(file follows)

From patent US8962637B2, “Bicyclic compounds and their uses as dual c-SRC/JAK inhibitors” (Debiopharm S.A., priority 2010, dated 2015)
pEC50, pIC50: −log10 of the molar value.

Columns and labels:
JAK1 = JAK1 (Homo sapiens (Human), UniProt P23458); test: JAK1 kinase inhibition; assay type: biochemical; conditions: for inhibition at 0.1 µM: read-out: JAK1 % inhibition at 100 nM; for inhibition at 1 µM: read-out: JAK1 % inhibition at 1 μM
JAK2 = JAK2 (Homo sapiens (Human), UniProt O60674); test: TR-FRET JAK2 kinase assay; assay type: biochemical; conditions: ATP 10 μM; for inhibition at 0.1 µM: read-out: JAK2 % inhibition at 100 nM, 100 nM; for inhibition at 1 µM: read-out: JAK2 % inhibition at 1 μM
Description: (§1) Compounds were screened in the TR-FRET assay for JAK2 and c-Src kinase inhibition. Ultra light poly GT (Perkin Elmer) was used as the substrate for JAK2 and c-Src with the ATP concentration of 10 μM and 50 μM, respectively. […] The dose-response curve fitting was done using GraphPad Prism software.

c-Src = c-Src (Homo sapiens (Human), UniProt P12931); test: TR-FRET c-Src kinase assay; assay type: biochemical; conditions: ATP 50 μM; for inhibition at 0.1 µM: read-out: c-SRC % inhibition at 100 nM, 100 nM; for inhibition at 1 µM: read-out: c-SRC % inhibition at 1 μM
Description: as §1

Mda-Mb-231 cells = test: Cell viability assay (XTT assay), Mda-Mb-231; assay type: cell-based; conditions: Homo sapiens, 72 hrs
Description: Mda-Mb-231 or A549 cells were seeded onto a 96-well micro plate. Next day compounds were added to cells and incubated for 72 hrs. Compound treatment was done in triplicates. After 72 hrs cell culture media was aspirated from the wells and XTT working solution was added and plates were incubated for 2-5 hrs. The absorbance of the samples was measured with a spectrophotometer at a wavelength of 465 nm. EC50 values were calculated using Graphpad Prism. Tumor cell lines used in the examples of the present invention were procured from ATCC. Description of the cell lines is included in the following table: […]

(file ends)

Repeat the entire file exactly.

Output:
From patent US8962637B2, “Bicyclic compounds and their uses as dual c-SRC/JAK inhibitors” (Debiopharm S.A., priority 2010, dated 2015)
pEC50, pIC50: −log10 of the molar value.

Columns and labels:
JAK1 = JAK1 (Homo sapiens (Human), UniProt P23458); test: JAK1 kinase inhibition; assay type: biochemical; conditions: for inhibition at 0.1 µM: read-out: JAK1 % inhibition at 100 nM; for inhibition at 1 µM: read-out: JAK1 % inhibition at 1 μM
JAK2 = JAK2 (Homo sapiens (Human), UniProt O60674); test: TR-FRET JAK2 kinase assay; assay type: biochemical; conditions: ATP 10 μM; for inhibition at 0.1 µM: read-out: JAK2 % inhibition at 100 nM, 100 nM; for inhibition at 1 µM: read-out: JAK2 % inhibition at 1 μM
Description: (§1) Compounds were screened in the TR-FRET assay for JAK2 and c-Src kinase inhibition. Ultra light poly GT (Perkin Elmer) was used as the substrate for JAK2 and c-Src with the ATP concentration of 10 μM and 50 μM, respectively. […] The dose-response curve fitting was done using GraphPad Prism software.

c-Src = c-Src (Homo sapiens (Human), UniProt P12931); test: TR-FRET c-Src kinase assay; assay type: biochemical; conditions: ATP 50 μM; for inhibition at 0.1 µM: read-out: c-SRC % inhibition at 100 nM, 100 nM; for inhibition at 1 µM: read-out: c-SRC % inhibition at 1 μM
Description: as §1

Mda-Mb-231 cells = test: Cell viability assay (XTT assay), Mda-Mb-231; assay type: cell-based; conditions: Homo sapiens, 72 hrs
Description: Mda-Mb-231 or A549 cells were seeded onto a 96-well micro plate. Next day compounds were added to cells and incubated for 72 hrs. Compound treatment was done in triplicates. After 72 hrs cell culture media was aspirated from the wells and XTT working solution was added and plates were incubated for 2-5 hrs. The absorbance of the samples was measured with a spectrophotometer at a wavelength of 465 nm. EC50 values were calculated using Graphpad Prism. Tumor cell lines used in the examples of the present invention were procured from ATCC. Description of the cell lines is included in the following table: […]